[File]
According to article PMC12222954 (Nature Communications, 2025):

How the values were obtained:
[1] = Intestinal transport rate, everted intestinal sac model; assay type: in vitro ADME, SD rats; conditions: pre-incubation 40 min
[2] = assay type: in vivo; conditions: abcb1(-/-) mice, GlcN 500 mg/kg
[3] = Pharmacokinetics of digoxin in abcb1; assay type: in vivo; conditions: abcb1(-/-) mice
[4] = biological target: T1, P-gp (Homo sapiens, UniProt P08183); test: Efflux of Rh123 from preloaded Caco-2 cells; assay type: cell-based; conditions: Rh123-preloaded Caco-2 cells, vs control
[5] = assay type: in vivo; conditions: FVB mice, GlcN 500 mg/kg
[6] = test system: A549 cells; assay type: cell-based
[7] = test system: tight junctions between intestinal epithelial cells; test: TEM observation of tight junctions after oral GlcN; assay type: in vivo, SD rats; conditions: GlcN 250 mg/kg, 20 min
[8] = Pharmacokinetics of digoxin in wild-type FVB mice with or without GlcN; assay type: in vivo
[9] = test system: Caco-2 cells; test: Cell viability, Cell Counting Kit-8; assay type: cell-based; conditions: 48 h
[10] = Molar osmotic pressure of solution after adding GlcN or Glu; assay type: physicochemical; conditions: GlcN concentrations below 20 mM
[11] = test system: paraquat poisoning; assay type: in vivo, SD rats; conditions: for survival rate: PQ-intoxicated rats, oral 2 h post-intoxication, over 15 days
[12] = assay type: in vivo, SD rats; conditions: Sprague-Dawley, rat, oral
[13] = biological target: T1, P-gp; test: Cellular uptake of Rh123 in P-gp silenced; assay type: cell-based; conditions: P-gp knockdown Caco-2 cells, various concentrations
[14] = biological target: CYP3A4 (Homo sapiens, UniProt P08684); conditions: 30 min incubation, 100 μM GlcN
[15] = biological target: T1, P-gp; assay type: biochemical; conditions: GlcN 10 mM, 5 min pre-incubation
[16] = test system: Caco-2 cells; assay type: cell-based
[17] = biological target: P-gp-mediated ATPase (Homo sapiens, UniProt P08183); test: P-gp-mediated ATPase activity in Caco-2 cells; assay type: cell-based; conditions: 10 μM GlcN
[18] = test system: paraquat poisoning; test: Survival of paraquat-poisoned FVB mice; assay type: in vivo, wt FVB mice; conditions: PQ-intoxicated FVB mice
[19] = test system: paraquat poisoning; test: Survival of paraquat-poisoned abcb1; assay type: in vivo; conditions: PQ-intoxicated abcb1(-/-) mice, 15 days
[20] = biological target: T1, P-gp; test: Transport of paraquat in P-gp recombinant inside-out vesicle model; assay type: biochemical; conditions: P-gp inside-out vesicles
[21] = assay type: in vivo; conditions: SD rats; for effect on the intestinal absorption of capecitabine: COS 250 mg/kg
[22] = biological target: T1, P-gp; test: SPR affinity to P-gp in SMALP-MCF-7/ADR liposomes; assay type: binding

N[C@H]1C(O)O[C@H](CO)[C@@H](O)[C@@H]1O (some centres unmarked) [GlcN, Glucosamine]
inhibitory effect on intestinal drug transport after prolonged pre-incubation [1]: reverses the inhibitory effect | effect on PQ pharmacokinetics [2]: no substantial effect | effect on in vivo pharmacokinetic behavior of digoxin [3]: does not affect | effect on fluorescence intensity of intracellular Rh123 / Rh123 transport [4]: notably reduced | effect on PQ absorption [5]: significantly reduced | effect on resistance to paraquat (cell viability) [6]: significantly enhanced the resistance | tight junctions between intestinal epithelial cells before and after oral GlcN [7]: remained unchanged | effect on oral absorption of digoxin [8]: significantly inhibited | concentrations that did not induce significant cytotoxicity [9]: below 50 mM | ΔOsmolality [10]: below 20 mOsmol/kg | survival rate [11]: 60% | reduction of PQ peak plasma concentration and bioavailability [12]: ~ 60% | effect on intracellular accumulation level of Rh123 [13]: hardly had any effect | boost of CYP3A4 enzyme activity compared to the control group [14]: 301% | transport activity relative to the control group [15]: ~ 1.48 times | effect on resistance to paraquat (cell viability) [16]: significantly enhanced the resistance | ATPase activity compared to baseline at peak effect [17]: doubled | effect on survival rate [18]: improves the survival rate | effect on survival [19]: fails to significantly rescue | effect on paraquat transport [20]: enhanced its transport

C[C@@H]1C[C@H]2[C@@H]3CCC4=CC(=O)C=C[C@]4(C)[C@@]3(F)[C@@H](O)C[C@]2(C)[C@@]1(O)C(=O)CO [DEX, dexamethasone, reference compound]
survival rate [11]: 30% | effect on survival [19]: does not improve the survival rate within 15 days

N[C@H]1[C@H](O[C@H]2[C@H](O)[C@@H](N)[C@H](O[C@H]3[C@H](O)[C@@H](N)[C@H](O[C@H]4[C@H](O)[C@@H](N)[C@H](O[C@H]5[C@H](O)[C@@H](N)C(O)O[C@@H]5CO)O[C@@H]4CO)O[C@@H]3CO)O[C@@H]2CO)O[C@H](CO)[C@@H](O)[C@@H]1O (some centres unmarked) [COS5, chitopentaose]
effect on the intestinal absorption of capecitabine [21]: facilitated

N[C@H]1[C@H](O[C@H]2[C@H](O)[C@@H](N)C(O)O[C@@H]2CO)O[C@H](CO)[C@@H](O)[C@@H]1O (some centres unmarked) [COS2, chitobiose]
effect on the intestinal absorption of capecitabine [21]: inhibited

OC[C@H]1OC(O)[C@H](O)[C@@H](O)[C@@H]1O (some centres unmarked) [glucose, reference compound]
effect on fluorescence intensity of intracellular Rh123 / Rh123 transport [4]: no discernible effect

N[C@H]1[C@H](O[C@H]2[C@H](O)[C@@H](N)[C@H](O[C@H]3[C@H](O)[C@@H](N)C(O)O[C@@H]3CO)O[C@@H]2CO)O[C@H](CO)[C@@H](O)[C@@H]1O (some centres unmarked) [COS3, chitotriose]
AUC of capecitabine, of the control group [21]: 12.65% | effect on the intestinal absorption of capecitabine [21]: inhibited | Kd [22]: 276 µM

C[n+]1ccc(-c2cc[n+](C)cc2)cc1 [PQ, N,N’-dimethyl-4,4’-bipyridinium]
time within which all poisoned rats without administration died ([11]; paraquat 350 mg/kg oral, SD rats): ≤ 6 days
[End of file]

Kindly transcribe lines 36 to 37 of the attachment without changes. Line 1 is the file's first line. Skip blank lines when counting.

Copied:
AUC of capecitabine, of the control group [21]: 12.65% | effect on the intestinal absorption of capecitabine [21]: inhibited | Kd [22]: 276 µM

C[n+]1ccc(-c2cc[n+](C)cc2)cc1 [PQ, N,N’-dimethyl-4,4’-bipyridinium]